George Hamilton is back on the big screen with the new film My One and Only.
This version of the debonair actor isn’t wooing the ladies, or charming people out of their socks. He doesn’t even have a tan.
The new film, based on the actor’s life, follows a young Hamilton (Logan Lerman) who was dragged from city to city during the 1950s by his feisty single mother (Renee Zellweger).
It’s a side of Hamilton we rarely see, and he couldn’t be happier to show it off.
“For years I’ve been thought of as an 8x10 glossy, someone who joked his way through life,“ Hamilton says.
When recounting the origins of this latest project, the Hollywood vet recalls discussing the art of being a movie star with Cary Grant years ago.
“I just keep the image of the man I created. I’m not Cary Grant. I’m Archibald Leach,” says Hamilton, recalling advice he followed for decades.
Years later, he met Grant again after an event at which the screen icon had opened up about his childhood for a rapt audience.
“It’s the only challenge left,” Grant told Hamilton about why he finally decided to reveal layers of his actual self.
Hamilton feels the same way today.
He did have some trouble letting go of his own life story. Hamilton, who served as executive producer on Only, initially balked at how the film portrayed his mother’s flaws. He eventually relented, letting the film’s talent tell the tale.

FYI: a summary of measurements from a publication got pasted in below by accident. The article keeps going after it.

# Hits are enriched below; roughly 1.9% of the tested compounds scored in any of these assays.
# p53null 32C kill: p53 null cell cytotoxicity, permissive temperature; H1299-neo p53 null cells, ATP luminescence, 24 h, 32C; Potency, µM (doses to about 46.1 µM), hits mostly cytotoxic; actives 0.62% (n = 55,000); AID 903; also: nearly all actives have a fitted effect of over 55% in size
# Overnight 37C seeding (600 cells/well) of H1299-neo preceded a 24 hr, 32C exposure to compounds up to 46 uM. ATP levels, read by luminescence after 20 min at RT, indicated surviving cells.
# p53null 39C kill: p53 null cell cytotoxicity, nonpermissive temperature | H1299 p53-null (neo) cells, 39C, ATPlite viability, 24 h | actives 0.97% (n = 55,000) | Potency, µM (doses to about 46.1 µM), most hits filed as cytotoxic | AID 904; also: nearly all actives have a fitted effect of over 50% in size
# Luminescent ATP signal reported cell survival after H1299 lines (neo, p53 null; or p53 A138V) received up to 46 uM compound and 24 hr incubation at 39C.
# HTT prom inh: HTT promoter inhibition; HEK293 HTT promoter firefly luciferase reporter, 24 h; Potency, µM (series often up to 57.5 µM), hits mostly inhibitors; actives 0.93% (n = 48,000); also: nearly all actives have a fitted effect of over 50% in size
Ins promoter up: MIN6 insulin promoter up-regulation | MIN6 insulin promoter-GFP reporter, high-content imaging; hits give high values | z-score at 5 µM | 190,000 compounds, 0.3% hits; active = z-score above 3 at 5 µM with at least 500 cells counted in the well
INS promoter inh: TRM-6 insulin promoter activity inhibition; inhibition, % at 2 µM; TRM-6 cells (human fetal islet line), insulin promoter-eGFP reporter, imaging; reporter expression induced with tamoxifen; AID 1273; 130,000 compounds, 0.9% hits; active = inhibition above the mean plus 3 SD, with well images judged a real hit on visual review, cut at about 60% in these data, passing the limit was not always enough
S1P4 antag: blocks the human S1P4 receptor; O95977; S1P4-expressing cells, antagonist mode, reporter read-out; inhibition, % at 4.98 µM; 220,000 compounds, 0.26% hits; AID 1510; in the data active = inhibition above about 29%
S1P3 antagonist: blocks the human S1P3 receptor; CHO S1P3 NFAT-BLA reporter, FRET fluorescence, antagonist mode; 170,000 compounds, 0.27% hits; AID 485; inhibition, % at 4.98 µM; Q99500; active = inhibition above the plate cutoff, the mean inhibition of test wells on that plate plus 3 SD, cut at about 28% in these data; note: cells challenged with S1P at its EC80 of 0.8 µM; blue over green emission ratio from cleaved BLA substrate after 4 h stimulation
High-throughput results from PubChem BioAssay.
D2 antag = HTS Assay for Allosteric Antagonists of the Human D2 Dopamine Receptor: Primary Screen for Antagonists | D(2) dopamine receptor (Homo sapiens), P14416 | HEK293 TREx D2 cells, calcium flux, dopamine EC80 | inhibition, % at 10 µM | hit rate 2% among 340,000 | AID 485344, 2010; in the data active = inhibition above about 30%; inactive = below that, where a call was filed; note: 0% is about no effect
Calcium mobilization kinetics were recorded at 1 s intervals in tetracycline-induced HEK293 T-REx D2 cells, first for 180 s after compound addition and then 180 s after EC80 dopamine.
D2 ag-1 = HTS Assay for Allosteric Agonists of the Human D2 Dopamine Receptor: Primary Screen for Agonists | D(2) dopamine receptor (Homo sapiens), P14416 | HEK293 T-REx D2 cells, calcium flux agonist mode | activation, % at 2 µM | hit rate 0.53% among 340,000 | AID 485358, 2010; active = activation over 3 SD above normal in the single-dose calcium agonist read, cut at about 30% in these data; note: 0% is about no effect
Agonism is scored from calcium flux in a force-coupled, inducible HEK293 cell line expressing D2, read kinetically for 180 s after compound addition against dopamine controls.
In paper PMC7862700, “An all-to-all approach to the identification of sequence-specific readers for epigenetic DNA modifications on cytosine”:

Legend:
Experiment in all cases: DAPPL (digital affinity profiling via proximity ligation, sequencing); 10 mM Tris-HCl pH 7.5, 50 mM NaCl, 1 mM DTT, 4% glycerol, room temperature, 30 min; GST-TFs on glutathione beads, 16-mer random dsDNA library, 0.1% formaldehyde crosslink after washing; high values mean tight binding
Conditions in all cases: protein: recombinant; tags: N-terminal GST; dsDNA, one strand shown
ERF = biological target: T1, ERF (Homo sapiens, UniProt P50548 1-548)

The results paid off for him … eventually.
“When I went to see it the second time, I was moved to tears. I couldn’t express myself,” he says. “It got me.”
My One and Only shows how Hamilton's mother, after leaving her philandering husband (Kevin Bacon), tried to find a new father for Hamilton and his brother, Robbie (Mark Rendall).
Her comical results appear in the film, although Hamilton shared one that didn’t make the final cut. He recalls his mother visiting an old beau, a war hero with whom she hoped to reunite.
Shortly after seeing him again for the first time in years, she beat a hasty retreat.
“Oh my God, he let himself go,” he recalls. “The guy would be smiling and waving at her, with no teeth.”
Hamilton, even at 70, hasn’t let himself go. He still sports his iconic tan and a full head of hair.
And he isn’t done with Hollywood. He understands acting roles for 70-somethings aren’t aplenty, but he’s got other projects in various states of production.
One such project is Love at Second Bite: Batrimony, the belated sequel to his surprise 1979 smash Love at First Bite. Another looks at oil in the 1930s.
“These are things I’ve always been passionate about,” says Hamilton, who will serve as a producer on the films. And even though it took decades for My One and Only to make it to the big screen—the original idea came together with a deal forged with the late Merv Griffin—Hamilton has the patience to bring his new films together.
“When they‘re ready I can put the package together and make it happen,” he says.